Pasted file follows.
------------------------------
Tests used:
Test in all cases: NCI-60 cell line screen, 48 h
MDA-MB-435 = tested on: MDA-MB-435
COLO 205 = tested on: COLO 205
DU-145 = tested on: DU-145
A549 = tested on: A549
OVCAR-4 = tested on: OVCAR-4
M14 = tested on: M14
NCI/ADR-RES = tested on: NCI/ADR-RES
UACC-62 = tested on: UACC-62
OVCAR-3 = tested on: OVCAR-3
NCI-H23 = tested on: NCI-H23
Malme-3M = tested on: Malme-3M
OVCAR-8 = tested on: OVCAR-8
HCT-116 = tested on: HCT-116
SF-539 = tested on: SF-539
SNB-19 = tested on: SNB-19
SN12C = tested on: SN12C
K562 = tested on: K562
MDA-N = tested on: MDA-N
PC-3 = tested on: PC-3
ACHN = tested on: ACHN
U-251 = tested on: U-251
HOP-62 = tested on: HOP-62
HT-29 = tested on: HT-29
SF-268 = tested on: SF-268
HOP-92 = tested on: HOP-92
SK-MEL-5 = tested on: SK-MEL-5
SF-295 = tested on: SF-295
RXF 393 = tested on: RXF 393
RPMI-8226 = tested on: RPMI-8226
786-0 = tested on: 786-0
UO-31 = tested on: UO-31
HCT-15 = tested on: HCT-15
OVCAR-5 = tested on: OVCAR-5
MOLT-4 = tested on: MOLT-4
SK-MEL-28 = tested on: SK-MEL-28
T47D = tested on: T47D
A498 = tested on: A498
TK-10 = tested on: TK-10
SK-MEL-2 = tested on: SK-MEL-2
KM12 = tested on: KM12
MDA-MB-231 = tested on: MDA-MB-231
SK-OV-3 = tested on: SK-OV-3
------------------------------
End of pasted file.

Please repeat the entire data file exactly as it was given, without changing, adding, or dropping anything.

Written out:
Tests used:
Test in all cases: NCI-60 cell line screen, 48 h
MDA-MB-435 = tested on: MDA-MB-435
COLO 205 = tested on: COLO 205
DU-145 = tested on: DU-145
A549 = tested on: A549
OVCAR-4 = tested on: OVCAR-4
M14 = tested on: M14
NCI/ADR-RES = tested on: NCI/ADR-RES
UACC-62 = tested on: UACC-62
OVCAR-3 = tested on: OVCAR-3
NCI-H23 = tested on: NCI-H23
Malme-3M = tested on: Malme-3M
OVCAR-8 = tested on: OVCAR-8
HCT-116 = tested on: HCT-116
SF-539 = tested on: SF-539
SNB-19 = tested on: SNB-19
SN12C = tested on: SN12C
K562 = tested on: K562
MDA-N = tested on: MDA-N
PC-3 = tested on: PC-3
ACHN = tested on: ACHN
U-251 = tested on: U-251
HOP-62 = tested on: HOP-62
HT-29 = tested on: HT-29
SF-268 = tested on: SF-268
HOP-92 = tested on: HOP-92
SK-MEL-5 = tested on: SK-MEL-5
SF-295 = tested on: SF-295
RXF 393 = tested on: RXF 393
RPMI-8226 = tested on: RPMI-8226
786-0 = tested on: 786-0
UO-31 = tested on: UO-31
HCT-15 = tested on: HCT-15
OVCAR-5 = tested on: OVCAR-5
MOLT-4 = tested on: MOLT-4
SK-MEL-28 = tested on: SK-MEL-28
T47D = tested on: T47D
A498 = tested on: A498
TK-10 = tested on: TK-10
SK-MEL-2 = tested on: SK-MEL-2
KM12 = tested on: KM12
MDA-MB-231 = tested on: MDA-MB-231
SK-OV-3 = tested on: SK-OV-3